The holiday season is upon us, and many folks are trying to figure out what to get their loved ones (including me)! At the end of the day, we will figure it out and our families will benefit as a result.
There is some good news for the gift-giver during the holiday season as well. You may be able to avoid paying gift taxes on your gifts to loved ones, and you may not have to use up any of your lifetime exemption to do it (currently $2MM in CT, $5MM Federal). Let's go over how this works…
The donor (gift-giver) is responsible for paying any gift tax owed on taxable gifts. So what is a taxable gift? The general rule is that any gift is taxable, but there are some exceptions to this general rule:
- Gifts that are not more than the annual exclusion for the calendar year.
- Tuition or medical expenses you pay for someone (the educational and medical exclusions).
- Gifts to your spouse.
- Gifts to a political organization for its use.
There are also deductions that can be made to reduce the size of a taxable gift (e.g. gifts to qualifying charities).
But, what if you are making a gift that doesn't qualify for a deduction, and doesn't fall under one of the exceptions above? You still may be able to avoid paying gift taxes yet. This year, you can give gifts of $13,000 in the aggregate to a donee and exclude that amount from the value of your gifts to that person. So basically, if you give $13,000 or less to any particular person you don't pay gift taxes and don't eat into your annual exemption. If you are married, you and your spouse can exclude a total of $26,000 per donee. Not too shabby right?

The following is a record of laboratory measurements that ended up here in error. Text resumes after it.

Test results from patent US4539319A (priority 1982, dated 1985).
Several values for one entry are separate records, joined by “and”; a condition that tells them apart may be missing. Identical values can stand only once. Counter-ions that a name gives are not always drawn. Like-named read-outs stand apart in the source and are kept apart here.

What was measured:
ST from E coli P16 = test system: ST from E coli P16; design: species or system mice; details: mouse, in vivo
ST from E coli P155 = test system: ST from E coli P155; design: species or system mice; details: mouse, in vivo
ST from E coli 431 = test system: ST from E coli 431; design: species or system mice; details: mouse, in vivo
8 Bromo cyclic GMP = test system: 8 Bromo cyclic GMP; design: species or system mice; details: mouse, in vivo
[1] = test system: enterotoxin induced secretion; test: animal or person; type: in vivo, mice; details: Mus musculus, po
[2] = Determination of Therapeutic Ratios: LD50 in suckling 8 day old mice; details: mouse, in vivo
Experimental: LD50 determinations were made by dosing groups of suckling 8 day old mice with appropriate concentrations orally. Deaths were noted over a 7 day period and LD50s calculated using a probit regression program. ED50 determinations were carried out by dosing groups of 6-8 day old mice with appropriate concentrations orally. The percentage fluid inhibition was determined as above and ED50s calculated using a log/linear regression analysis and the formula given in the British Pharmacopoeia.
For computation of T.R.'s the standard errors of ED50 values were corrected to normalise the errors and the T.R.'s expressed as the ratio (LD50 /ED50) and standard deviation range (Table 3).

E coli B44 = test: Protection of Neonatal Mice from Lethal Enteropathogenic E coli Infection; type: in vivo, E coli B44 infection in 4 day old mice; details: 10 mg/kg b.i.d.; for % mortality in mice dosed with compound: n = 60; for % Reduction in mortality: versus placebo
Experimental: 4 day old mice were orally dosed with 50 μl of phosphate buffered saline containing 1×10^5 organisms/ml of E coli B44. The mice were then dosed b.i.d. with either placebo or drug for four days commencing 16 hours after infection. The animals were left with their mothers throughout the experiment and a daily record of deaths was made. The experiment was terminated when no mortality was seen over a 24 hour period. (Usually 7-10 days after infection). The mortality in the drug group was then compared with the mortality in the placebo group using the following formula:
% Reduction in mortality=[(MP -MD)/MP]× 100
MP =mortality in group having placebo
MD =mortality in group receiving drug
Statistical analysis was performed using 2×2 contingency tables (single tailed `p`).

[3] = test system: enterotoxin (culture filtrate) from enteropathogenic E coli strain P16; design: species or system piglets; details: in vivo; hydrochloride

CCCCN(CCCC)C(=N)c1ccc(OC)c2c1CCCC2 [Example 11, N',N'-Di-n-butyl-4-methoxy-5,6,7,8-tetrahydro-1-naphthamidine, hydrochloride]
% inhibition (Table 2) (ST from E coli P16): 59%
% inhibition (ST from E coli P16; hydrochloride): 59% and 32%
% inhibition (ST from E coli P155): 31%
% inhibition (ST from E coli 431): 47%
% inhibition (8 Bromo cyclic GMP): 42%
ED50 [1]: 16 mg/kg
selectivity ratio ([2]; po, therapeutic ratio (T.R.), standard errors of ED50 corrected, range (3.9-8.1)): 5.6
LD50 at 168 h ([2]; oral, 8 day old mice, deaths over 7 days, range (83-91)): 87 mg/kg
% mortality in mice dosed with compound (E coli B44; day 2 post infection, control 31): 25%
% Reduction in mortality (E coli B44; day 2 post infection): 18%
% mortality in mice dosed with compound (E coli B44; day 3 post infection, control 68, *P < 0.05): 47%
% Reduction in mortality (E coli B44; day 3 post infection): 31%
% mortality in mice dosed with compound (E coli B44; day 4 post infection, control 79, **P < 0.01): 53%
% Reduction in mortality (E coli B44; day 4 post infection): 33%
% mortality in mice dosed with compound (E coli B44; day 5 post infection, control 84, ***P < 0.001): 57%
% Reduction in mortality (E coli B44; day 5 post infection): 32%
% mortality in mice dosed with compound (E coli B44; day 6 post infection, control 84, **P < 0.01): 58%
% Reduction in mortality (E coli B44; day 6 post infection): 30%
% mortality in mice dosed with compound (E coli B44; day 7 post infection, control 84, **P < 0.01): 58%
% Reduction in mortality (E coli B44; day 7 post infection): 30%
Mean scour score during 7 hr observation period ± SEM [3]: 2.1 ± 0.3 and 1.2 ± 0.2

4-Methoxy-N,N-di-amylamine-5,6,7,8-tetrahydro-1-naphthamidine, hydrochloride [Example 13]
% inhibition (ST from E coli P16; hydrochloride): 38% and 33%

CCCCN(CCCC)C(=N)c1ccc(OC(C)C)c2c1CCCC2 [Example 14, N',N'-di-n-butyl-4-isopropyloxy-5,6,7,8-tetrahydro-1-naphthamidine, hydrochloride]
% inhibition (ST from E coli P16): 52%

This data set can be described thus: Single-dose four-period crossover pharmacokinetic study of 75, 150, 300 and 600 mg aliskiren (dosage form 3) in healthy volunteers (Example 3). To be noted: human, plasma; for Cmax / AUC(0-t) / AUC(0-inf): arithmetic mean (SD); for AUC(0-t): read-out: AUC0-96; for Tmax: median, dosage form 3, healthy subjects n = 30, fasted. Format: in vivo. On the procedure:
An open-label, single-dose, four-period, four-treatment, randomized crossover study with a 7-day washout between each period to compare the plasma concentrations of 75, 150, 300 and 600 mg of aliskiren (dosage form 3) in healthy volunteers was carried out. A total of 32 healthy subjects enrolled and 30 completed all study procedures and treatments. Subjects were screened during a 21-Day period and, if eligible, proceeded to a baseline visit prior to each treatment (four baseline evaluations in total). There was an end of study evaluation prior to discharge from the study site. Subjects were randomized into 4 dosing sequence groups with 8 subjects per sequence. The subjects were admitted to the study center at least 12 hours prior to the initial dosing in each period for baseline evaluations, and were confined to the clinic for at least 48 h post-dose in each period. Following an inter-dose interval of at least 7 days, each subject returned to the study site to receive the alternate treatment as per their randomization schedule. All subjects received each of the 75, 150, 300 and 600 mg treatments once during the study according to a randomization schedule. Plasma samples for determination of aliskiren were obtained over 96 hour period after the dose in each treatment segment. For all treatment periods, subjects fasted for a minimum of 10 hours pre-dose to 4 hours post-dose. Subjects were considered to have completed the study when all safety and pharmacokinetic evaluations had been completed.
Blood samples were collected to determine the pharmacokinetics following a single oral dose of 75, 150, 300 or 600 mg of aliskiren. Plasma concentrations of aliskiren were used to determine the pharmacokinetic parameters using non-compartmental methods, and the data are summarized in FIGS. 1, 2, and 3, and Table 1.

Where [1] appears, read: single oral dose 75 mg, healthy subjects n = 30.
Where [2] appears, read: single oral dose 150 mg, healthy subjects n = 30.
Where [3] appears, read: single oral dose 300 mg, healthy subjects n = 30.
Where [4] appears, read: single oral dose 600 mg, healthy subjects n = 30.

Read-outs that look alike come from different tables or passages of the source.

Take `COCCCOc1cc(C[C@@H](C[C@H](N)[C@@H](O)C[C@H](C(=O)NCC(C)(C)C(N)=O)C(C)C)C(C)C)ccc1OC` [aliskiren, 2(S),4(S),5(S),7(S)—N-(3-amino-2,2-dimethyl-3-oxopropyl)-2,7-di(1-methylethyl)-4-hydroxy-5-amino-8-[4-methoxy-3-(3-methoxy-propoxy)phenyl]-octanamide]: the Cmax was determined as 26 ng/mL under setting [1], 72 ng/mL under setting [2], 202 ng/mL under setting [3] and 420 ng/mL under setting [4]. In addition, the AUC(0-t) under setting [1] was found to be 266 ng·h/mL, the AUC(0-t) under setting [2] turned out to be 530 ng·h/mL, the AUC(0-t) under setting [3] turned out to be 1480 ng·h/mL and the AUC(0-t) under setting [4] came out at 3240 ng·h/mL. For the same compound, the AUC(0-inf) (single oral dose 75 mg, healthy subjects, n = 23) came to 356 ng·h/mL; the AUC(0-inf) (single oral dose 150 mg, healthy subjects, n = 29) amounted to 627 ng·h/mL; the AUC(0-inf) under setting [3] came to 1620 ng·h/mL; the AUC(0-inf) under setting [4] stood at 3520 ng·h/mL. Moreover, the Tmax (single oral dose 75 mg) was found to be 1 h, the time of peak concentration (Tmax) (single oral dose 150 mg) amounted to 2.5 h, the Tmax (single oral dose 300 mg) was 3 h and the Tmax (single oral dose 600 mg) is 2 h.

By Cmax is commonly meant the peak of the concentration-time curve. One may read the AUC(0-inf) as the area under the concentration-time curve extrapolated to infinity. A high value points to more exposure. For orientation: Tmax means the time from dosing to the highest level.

So what do you do if you have or would like to make taxable gifts above the annual exclusion for any particular donee?
Set up a meeting with your tax advisor ASAP.
- Discuss advanced gifting strategies with your tax advisor (you may be able to take advantage of tax laws permitting you to make gifts that reduce your overall tax burden for years to come)
- Complete and file a Gift Tax Return (Form 709) for taxable gifts to non-spouse donees in excess of the annual exclusion. Your tax advisor should be able to assist with this.
If you would like help with any of this, feel free to contact me. (Here is my contact info). I am a Connecticut Estate Planning Attorney and I would be happy to set up a consultation with you to see if I can be of assistance.